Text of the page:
St. Paul Linoleum and Howard E. Commers filed suit against Standard and AID seeking to recover for the damages sustained as a result of the fire. That action was predicated upon allegations that the negligence of AID and Standard and their employees was the cause of the fire.

The excess liability insurer of AID and Standard tendered defense of that action to defendant, alleging that the latter was liable under the automobile policy. Defendant rejected that tender on grounds that the fire did not arise out of the ownership, maintenance, or use of the insured vehicle. Thereafter, this declaratory judgment action was initiated to resolve the issue of whether defendant's policy in fact covered claims against AID and Standard arising from the fire.

The sole issue to be resolved is whether the fire arose out of the ownership, maintenance, or use of the insured van.

1. The question of whether a loss is sufficiently related to the ownership, maintenance, or use of an insured vehicle has been the subject of frequent judicial interpretation.[3] In general terms, it has been established that such relationship need not be a proximate cause in the strict legal sense. Rather, it is sufficient to establish that the injury or loss "was a natural and reasonable incident or consequence of the use of the [insured] vehicle."[4] It has been said that the causal connection must be "reasonably apparent,"[5] and that "the mere fact that the use of the vehicle preceded the harm which was later sustained is not sufficient to bring such harm within the coverage of the policy."[6] It has also been held that the policy term "arising out of" means "originating from," or "having its origin in," "growing out of," or "flowing from."[7] In any event, each case presenting such a question must, to a great degree, turn on the particular facts presented.[8]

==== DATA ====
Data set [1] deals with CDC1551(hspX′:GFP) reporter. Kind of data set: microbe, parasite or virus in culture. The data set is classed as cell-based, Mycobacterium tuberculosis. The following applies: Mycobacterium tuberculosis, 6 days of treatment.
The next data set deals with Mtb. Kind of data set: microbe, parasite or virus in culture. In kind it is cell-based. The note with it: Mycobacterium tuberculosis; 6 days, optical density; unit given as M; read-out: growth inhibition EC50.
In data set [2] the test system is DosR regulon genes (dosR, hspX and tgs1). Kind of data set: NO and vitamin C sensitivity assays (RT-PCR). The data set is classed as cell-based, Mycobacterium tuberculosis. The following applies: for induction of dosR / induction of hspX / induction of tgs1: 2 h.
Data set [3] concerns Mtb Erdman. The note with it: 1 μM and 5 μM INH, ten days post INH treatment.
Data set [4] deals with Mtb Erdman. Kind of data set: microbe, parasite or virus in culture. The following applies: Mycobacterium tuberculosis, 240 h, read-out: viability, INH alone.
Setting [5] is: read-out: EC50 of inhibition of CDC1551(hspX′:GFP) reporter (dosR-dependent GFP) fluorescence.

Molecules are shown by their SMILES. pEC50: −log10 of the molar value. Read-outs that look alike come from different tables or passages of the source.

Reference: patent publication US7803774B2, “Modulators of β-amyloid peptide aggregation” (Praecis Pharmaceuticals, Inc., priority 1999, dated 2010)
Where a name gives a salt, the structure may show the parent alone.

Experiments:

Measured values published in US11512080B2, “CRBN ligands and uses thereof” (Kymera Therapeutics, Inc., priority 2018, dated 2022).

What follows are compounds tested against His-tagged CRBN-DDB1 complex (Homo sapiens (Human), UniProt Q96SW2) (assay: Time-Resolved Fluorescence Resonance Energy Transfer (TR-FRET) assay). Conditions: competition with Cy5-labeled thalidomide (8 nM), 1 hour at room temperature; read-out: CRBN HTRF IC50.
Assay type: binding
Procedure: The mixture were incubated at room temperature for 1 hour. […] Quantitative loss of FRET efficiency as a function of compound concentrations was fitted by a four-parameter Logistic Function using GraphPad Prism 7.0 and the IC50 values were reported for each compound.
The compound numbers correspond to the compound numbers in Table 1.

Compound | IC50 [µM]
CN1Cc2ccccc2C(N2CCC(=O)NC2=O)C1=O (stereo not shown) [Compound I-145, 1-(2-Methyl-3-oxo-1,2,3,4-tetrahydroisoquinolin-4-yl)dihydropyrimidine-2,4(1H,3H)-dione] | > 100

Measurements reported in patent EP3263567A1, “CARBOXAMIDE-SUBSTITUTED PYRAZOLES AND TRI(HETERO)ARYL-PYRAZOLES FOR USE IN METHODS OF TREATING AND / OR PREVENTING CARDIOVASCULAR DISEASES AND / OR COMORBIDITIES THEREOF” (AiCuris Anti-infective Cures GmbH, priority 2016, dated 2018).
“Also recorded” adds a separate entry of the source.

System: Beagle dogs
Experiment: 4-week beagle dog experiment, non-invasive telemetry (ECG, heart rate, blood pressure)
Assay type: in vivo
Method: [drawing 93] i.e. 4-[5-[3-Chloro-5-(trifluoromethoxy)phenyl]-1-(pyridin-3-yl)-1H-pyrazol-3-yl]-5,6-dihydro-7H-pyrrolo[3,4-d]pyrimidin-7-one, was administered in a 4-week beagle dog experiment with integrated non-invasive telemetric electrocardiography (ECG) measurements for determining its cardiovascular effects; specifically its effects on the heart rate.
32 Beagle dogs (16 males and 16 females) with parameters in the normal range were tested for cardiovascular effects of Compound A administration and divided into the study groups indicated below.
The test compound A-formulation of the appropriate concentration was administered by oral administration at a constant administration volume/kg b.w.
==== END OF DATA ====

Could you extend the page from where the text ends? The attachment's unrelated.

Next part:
We hold that, under the facts of this case, the trial court could not find the requisite causal link between the alleged "use" of the insured vehicle and the fire. It is clear from the record that the fire was caused by the actual cutting of the rails or by improper maintenance of the warehouse. In any event, the fact that part of the acetylene cutting equipment was in the van *519 when the fire began was a mere fortuity. The relationship between the use of the van and the ignition of the fire was casual at best, and in our view that link was not sufficient to bring the fire within the coverage afforded by defendant's policy. The scope of coverage afforded therein must end at some point, and such is the case in this litigation.